PITTSBURGH — The American Association of State Highway and Transportation Officials (AASHTO) board of directors voted at its annual meeting in Pittsburgh, to elect Rhode Island Transportation Director Michael Lewis as the association’s president for the next year. Mike Hancock, secretary of the Kentucky Transportation Cabinet, was elected AASHTO vice president.
As president, Lewis will emphasize three areas: the deployment of new technologies, the implementation of reforms included in Moving Ahead for Progress in the 21st Century Act (MAP-21), and leading AASHTO’s effort to pass the next surface transportation reauthorization bill.
Lewis’s presidency coincides with the retirement next year of three top AASHTO executives. AASHTO Executive Director John Horsley and Jack Basso, director of program finance and management, will retire February 1. Tony Kane, director of engineering and technical services, will retire on March 1.
“My goals are to build on the momentum we experienced under the leadership of immediate past President Kirk Steudle and successfully help transition the organization under its new executive leadership,” said Lewis. “I will continue Kirk’s efforts to push for the speedy implementation of new technologies and innovative programs that are streamlining project delivery and cutting costs. I also plan to simultaneously work on the implementation MAP-21 reforms while providing input to lawmakers on the next surface transportation bill.”
Lewis has led the Rhode Island Department of Transportation since March 2008. He has advanced a public information campaign to educate the citizens and key decision-makers about the challenges of transportation funding. To this end, Rhode Island Governor Lincoln Chafee introduced critical reforms that were passed to direct more revenue to transportation. For the first time in decades, Rhode Island will not have to seek voter approval for a transportation bond to serve as the state’s match for federal funds. Lewis also has been instrumental in the expansion of commuter rail operations in Rhode Island. Under his leadership, Rhode Island has opened two new commuter rail stations to provide opportunities for commuters and to bolster the state’s economic development efforts.
Lewis is a member of both the Executive Committee and SHRP II Oversight Committee of the Transportation Research Board and the Executive Committee of the Northeast Corridor Commission. In Rhode Island, he serves as chair of the Rhode Island Public Rail Corporation and is a board member of the Rhode Island Public Transit Authority, the Rhode Island Turnpike and Bridge Authority, the State Traffic Commission, the I-195 Redevelopment Board, and the Growth Planning Council.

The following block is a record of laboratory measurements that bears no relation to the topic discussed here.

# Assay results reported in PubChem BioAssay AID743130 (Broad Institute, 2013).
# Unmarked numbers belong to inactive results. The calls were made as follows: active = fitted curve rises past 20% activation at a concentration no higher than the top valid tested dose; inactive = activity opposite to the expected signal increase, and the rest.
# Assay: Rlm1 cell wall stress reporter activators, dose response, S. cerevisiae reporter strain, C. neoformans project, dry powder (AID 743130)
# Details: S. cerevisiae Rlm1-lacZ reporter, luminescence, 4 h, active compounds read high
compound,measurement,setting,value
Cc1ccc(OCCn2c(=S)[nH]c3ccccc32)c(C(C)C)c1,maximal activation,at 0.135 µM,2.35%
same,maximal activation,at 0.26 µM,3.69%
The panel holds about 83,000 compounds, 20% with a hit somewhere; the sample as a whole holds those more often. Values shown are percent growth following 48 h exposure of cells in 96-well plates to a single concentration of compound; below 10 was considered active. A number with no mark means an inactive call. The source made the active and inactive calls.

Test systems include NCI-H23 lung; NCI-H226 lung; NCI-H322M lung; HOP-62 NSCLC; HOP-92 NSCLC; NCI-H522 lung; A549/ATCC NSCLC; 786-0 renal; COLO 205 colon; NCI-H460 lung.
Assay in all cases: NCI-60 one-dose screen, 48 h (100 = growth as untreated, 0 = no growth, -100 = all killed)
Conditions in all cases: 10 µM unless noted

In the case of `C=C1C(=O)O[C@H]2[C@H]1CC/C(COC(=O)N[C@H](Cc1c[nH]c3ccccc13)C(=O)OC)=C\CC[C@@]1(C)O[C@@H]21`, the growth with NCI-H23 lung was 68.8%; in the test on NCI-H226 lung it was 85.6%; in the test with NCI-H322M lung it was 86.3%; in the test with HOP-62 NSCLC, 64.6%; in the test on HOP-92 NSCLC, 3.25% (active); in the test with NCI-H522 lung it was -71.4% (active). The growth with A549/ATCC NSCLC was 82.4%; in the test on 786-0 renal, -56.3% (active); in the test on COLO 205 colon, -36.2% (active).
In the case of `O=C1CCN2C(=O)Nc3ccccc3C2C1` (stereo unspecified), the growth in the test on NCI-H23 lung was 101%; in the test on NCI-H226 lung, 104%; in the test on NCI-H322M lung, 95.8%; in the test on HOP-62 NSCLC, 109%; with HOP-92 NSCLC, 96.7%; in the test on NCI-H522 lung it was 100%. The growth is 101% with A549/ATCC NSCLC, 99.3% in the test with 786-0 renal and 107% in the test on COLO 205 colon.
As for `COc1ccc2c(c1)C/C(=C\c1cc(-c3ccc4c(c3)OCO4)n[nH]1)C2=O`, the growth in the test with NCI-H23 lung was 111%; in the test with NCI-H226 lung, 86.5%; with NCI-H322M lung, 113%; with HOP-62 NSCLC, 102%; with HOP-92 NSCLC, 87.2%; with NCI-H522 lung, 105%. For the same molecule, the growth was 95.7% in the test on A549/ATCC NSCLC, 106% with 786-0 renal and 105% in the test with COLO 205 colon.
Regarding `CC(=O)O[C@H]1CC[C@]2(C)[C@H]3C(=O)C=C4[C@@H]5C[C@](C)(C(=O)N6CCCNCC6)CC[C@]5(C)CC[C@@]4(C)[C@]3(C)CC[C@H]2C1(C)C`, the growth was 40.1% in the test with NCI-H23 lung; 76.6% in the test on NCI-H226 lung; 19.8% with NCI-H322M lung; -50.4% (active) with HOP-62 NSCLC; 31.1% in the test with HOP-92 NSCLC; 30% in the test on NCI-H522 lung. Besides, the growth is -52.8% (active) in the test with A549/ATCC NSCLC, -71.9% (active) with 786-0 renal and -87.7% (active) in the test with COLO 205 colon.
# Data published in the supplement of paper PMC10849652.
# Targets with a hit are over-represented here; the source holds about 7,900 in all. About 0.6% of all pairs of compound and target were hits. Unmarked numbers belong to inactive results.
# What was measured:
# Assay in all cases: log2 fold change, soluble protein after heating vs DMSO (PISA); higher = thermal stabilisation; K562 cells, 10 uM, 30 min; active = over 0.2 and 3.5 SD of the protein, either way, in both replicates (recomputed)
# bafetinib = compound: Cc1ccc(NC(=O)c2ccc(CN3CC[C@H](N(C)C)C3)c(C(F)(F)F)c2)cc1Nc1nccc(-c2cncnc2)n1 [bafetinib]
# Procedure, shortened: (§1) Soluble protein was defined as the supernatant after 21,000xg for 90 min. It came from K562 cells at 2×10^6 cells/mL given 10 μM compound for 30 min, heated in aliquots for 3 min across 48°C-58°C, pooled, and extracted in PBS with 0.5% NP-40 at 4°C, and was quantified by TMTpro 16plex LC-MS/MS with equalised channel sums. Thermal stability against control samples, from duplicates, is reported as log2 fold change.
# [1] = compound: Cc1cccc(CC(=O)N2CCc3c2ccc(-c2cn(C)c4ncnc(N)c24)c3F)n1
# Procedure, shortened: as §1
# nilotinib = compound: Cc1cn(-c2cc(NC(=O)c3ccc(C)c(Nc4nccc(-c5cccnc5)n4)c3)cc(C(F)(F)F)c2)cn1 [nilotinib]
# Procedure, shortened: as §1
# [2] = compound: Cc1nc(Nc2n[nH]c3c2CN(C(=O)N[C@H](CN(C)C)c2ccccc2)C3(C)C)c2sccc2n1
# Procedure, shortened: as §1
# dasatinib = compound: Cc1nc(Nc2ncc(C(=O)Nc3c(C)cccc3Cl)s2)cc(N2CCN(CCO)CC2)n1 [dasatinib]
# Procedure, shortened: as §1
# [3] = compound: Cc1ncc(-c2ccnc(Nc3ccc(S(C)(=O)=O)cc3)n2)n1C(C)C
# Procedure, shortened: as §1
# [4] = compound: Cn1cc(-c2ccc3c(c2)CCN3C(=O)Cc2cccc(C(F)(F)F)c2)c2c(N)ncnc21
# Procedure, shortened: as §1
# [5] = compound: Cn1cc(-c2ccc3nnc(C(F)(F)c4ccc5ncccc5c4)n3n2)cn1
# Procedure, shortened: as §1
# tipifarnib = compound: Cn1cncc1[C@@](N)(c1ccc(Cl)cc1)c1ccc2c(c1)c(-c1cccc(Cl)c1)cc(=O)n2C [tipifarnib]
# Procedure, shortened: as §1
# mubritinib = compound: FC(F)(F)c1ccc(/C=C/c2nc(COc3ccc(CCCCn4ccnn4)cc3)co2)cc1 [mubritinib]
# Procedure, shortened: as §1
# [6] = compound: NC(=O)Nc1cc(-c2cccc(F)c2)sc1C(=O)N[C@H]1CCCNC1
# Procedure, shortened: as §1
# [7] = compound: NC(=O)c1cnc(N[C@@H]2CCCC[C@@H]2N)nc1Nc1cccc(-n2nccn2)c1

Lewis was an engineer with the Massachusetts Highway Department and then the Massachusetts Turnpike Authority from 1984 to 2007. From April 2000 through project completion in December 2007, he was Director of Boston’s Central Artery/Third Harbor Tunnel Project (the Big Dig).
Lewis was a recipient of the “Move Massachusetts” 2000 Special Engineering Achievement Award and the National Engineers Week-Boston: New England Achievement Award. In 2006, he was the recipient of the Boston Engineering Center Leadership Award, and in 2010 he was awarded the Transportation Leadership Award by the New England Section of the Institute of Transportation Engineers. Lewis is a member of the American Society of Civil Engineers and the Boston Society of Civil Engineers.
Lewis graduated with a Bachelor of Science degree in Civil Engineering from the University of Vermont.
Mike Hancock was appointed secretary of the Kentucky Transportation Cabinet in July, 2010. During his career with the Cabinet, Hancock has served as assistant state highway engineer for program management, deputy state highway engineer for planning, state highway engineer, chief of staff to the secretary, and acting secretary.
He recently served as president of the Southeastern Association of State Highway and Transportation Officials and currently serves as chairman of the AASHTO Standing Committee on Planning and as a member of the Executive Committee of the Transportation Research Board, a national panel that guides transportation research in the United States.
Having been responsible for preparation of the Kentucky Highway Plan for many years, Hancock has worked closely with local, state, and national leaders in the area of project needs prioritization and transportation program funding issues.
He is a native of Princeton, in Caldwell County, and a graduate of the University of Kentucky.